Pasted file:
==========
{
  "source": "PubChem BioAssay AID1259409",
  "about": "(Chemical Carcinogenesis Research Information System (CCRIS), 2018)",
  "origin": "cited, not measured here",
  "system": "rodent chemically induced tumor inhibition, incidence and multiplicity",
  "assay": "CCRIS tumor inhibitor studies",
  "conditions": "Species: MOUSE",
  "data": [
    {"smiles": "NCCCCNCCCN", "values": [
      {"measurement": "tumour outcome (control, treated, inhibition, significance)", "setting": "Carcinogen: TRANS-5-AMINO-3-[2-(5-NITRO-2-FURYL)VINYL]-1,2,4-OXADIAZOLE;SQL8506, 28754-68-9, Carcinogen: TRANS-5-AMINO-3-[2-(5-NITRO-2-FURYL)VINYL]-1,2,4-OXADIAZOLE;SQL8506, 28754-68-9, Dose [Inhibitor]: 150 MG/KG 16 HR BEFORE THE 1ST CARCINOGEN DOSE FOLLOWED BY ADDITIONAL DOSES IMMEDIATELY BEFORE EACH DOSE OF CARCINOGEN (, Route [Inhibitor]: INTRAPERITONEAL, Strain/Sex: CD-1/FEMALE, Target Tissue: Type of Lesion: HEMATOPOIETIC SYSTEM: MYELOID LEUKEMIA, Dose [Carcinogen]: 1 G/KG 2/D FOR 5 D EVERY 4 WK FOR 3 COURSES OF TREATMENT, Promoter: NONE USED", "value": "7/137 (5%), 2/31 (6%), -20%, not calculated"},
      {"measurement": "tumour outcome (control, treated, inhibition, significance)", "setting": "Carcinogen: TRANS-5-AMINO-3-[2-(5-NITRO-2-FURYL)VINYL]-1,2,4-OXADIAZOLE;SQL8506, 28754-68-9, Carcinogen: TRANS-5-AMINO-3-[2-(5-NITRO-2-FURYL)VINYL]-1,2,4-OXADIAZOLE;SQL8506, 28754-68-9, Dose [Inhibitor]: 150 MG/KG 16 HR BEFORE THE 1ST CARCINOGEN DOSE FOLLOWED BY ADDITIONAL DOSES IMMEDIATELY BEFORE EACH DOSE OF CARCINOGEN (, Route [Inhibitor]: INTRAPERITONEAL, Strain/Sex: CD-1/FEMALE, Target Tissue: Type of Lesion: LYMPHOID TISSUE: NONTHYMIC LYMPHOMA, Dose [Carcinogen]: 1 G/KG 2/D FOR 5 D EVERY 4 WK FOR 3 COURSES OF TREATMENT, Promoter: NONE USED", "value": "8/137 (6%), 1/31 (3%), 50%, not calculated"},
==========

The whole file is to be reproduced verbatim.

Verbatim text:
{
  "source": "PubChem BioAssay AID1259409",
  "about": "(Chemical Carcinogenesis Research Information System (CCRIS), 2018)",
  "origin": "cited, not measured here",
  "system": "rodent chemically induced tumor inhibition, incidence and multiplicity",
  "assay": "CCRIS tumor inhibitor studies",
  "conditions": "Species: MOUSE",
  "data": [
    {"smiles": "NCCCCNCCCN", "values": [
      {"measurement": "tumour outcome (control, treated, inhibition, significance)", "setting": "Carcinogen: TRANS-5-AMINO-3-[2-(5-NITRO-2-FURYL)VINYL]-1,2,4-OXADIAZOLE;SQL8506, 28754-68-9, Carcinogen: TRANS-5-AMINO-3-[2-(5-NITRO-2-FURYL)VINYL]-1,2,4-OXADIAZOLE;SQL8506, 28754-68-9, Dose [Inhibitor]: 150 MG/KG 16 HR BEFORE THE 1ST CARCINOGEN DOSE FOLLOWED BY ADDITIONAL DOSES IMMEDIATELY BEFORE EACH DOSE OF CARCINOGEN (, Route [Inhibitor]: INTRAPERITONEAL, Strain/Sex: CD-1/FEMALE, Target Tissue: Type of Lesion: HEMATOPOIETIC SYSTEM: MYELOID LEUKEMIA, Dose [Carcinogen]: 1 G/KG 2/D FOR 5 D EVERY 4 WK FOR 3 COURSES OF TREATMENT, Promoter: NONE USED", "value": "7/137 (5%), 2/31 (6%), -20%, not calculated"},
      {"measurement": "tumour outcome (control, treated, inhibition, significance)", "setting": "Carcinogen: TRANS-5-AMINO-3-[2-(5-NITRO-2-FURYL)VINYL]-1,2,4-OXADIAZOLE;SQL8506, 28754-68-9, Carcinogen: TRANS-5-AMINO-3-[2-(5-NITRO-2-FURYL)VINYL]-1,2,4-OXADIAZOLE;SQL8506, 28754-68-9, Dose [Inhibitor]: 150 MG/KG 16 HR BEFORE THE 1ST CARCINOGEN DOSE FOLLOWED BY ADDITIONAL DOSES IMMEDIATELY BEFORE EACH DOSE OF CARCINOGEN (, Route [Inhibitor]: INTRAPERITONEAL, Strain/Sex: CD-1/FEMALE, Target Tissue: Type of Lesion: LYMPHOID TISSUE: NONTHYMIC LYMPHOMA, Dose [Carcinogen]: 1 G/KG 2/D FOR 5 D EVERY 4 WK FOR 3 COURSES OF TREATMENT, Promoter: NONE USED", "value": "8/137 (6%), 1/31 (3%), 50%, not calculated"},